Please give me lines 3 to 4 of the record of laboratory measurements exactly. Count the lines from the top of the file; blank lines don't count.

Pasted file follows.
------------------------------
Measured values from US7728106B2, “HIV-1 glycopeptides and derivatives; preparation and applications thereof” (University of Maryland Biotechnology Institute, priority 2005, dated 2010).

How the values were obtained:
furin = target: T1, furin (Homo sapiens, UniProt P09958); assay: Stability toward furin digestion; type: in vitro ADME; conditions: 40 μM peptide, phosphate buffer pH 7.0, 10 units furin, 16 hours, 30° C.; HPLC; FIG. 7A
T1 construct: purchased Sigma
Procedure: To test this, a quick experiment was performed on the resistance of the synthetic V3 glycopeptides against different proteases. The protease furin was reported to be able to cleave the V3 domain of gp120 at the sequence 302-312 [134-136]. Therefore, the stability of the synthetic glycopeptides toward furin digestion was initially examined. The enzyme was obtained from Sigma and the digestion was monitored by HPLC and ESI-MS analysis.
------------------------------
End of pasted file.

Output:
furin = target: T1, furin (Homo sapiens, UniProt P09958); assay: Stability toward furin digestion; type: in vitro ADME; conditions: 40 μM peptide, phosphate buffer pH 7.0, 10 units furin, 16 hours, 30° C.; HPLC; FIG. 7A
T1 construct: purchased Sigma